The companies do this for the good public relations, but they also strike deals with charities that will handle the shipping and distribution costs.
From Bloomberg Businessweek, writers Simeon Bennett and Tom Randall explain the new distribution of drugs into the under-developed world.
Pharmaceutical companies, once blasted as uncaring or downright greedy for charging thousands of dollars for a year's worth of AIDS medicines like Viread in poor countries, lately have been slashing prices and licensing their drugs for free or nominal cost to nonprofits or local manufacturers in the developing world. Activists say the largesse is in part an attempt to avoid a repeat of the public-relations backlash the companies received a decade ago after initially pricing the drugs at levels only patients in the West could widely afford.
Also, a network of aid agencies and local manufacturers is now in place to handle production and distribution of the compounds—something many Western companies don't want to handle themselves because of the cost and transportation hassles. "It's a pretty remarkable" shift, says Mitchell Warren, a New York AIDS activist, noting that 10 years ago drugmakers argued that the infected in Africa couldn't be trusted to properly take complicated drug regimes at any price. Two years ago, Pfizer (PFE) granted a free license to a nonprofit group to develop the company's AIDS drug, Selzentry, for use in another experimental gel. Last month a GlaxoSmithKline (GSK) affiliate said it will give away licenses to some of the AIDS drugs it's developing in 60 of the world's least-developed nations where 80 percent of people with HIV live.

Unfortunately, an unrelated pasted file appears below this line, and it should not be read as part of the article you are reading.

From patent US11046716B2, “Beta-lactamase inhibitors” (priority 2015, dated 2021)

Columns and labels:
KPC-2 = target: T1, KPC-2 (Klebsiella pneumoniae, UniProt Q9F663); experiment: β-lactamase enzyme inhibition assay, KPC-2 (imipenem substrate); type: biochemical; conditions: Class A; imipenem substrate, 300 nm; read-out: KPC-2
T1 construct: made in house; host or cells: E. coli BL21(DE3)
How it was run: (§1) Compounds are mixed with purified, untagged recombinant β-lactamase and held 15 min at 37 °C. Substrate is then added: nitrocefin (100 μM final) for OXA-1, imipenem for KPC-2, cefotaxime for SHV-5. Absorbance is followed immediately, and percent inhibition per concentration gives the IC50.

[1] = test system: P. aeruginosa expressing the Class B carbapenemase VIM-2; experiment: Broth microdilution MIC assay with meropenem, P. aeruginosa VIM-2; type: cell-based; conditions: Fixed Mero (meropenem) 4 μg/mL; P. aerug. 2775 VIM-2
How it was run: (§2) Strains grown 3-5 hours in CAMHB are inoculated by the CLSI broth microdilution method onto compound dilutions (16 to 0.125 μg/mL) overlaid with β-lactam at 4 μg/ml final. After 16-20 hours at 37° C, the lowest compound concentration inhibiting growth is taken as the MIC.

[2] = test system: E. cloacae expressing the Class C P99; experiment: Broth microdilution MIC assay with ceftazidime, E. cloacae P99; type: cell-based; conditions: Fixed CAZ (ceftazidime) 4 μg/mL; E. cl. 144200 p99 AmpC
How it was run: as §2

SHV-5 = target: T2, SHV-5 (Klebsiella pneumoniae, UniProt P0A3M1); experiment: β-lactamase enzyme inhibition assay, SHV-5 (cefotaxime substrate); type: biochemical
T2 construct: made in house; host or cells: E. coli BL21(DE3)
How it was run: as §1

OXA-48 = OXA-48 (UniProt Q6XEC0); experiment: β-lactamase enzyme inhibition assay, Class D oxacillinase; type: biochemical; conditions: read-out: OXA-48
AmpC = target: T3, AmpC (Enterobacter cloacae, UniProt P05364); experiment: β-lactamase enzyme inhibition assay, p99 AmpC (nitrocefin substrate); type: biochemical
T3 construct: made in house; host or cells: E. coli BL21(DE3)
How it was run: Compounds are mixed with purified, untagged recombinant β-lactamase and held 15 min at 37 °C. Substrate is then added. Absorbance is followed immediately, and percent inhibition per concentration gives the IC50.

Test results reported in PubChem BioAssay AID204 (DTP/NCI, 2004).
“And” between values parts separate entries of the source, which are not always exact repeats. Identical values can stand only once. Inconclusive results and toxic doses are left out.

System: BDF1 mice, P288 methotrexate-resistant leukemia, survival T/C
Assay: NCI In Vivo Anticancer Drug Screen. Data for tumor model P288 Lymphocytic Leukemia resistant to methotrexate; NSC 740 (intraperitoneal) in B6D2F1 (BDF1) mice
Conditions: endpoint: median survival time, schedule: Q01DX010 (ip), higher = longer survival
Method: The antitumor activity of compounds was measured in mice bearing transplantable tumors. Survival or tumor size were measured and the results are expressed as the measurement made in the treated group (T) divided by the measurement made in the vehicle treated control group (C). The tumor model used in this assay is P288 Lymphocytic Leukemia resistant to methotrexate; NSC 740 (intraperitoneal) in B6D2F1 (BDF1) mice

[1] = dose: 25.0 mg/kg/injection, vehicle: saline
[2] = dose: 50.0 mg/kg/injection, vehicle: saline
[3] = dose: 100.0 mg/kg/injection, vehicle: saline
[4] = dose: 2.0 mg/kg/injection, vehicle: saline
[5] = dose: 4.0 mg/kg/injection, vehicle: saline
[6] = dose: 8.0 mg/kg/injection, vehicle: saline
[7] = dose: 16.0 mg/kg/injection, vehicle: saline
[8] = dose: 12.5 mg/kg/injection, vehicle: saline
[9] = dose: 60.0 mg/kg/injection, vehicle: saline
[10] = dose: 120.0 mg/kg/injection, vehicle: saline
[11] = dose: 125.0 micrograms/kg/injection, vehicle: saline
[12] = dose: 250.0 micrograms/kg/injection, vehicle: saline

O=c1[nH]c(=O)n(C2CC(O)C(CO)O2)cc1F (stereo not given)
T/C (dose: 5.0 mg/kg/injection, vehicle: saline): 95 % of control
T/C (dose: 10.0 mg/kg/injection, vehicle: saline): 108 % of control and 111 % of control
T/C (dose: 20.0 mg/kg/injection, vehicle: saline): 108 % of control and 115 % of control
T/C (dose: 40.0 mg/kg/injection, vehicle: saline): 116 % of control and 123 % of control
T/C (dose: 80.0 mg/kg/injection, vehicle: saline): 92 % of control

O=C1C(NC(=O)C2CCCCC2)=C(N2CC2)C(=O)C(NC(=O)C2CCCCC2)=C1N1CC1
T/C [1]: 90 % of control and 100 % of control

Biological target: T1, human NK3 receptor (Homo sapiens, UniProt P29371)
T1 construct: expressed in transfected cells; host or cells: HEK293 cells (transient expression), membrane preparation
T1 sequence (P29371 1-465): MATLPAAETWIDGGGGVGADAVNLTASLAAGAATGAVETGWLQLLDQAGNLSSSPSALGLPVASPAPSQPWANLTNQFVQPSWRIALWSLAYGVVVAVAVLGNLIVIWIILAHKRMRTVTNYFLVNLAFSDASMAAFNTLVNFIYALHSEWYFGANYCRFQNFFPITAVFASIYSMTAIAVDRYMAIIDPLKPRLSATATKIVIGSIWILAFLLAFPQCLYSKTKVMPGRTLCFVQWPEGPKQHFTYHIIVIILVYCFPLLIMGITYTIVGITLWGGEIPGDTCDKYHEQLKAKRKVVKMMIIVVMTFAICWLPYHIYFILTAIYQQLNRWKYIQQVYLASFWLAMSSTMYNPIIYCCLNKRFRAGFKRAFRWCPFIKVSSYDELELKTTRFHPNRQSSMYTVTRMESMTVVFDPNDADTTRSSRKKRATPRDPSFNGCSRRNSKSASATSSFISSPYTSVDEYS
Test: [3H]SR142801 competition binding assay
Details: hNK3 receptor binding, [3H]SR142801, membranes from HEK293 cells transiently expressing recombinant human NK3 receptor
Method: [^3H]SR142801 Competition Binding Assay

At the AIDS meeting in Vienna, Unitaid, another nonprofit, said it is discussing the creation of a "patent pool" with Gilead, Merck (MRK), and Johnson & Johnson (JNJ) to license drugs in development to generic makers who could sell medicines at lower prices than possible for the large companies. "We're talking about the how rather than the whether" companies will participate, said Ellen 't Hoen, Unitaid's executive director.